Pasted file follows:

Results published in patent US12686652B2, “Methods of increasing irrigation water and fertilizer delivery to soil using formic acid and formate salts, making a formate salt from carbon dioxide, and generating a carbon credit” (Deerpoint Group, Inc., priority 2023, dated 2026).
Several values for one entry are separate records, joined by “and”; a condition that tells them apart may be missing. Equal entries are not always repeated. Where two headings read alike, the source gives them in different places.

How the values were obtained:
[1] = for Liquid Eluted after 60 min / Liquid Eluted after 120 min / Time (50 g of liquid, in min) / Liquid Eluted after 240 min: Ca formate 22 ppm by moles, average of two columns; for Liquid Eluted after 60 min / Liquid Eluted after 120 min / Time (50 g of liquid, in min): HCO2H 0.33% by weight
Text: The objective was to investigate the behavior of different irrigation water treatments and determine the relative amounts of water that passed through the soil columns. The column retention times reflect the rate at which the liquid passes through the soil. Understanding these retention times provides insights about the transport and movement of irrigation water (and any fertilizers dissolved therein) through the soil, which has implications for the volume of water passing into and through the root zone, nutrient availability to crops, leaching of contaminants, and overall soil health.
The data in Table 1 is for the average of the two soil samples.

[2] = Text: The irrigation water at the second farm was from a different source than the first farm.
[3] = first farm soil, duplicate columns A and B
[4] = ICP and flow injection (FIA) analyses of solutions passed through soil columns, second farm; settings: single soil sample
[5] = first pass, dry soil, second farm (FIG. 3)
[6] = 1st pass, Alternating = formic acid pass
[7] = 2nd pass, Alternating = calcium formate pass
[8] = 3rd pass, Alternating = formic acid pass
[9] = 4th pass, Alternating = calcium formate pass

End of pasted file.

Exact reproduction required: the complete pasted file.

Results published in patent US12686652B2, “Methods of increasing irrigation water and fertilizer delivery to soil using formic acid and formate salts, making a formate salt from carbon dioxide, and generating a carbon credit” (Deerpoint Group, Inc., priority 2023, dated 2026).
Several values for one entry are separate records, joined by “and”; a condition that tells them apart may be missing. Equal entries are not always repeated. Where two headings read alike, the source gives them in different places.

How the values were obtained:
[1] = for Liquid Eluted after 60 min / Liquid Eluted after 120 min / Time (50 g of liquid, in min) / Liquid Eluted after 240 min: Ca formate 22 ppm by moles, average of two columns; for Liquid Eluted after 60 min / Liquid Eluted after 120 min / Time (50 g of liquid, in min): HCO2H 0.33% by weight
Text: The objective was to investigate the behavior of different irrigation water treatments and determine the relative amounts of water that passed through the soil columns. The column retention times reflect the rate at which the liquid passes through the soil. Understanding these retention times provides insights about the transport and movement of irrigation water (and any fertilizers dissolved therein) through the soil, which has implications for the volume of water passing into and through the root zone, nutrient availability to crops, leaching of contaminants, and overall soil health.
The data in Table 1 is for the average of the two soil samples.

[2] = Text: The irrigation water at the second farm was from a different source than the first farm.
[3] = first farm soil, duplicate columns A and B
[4] = ICP and flow injection (FIA) analyses of solutions passed through soil columns, second farm; settings: single soil sample
[5] = first pass, dry soil, second farm (FIG. 3)
[6] = 1st pass, Alternating = formic acid pass
[7] = 2nd pass, Alternating = calcium formate pass
[8] = 3rd pass, Alternating = formic acid pass
[9] = 4th pass, Alternating = calcium formate pass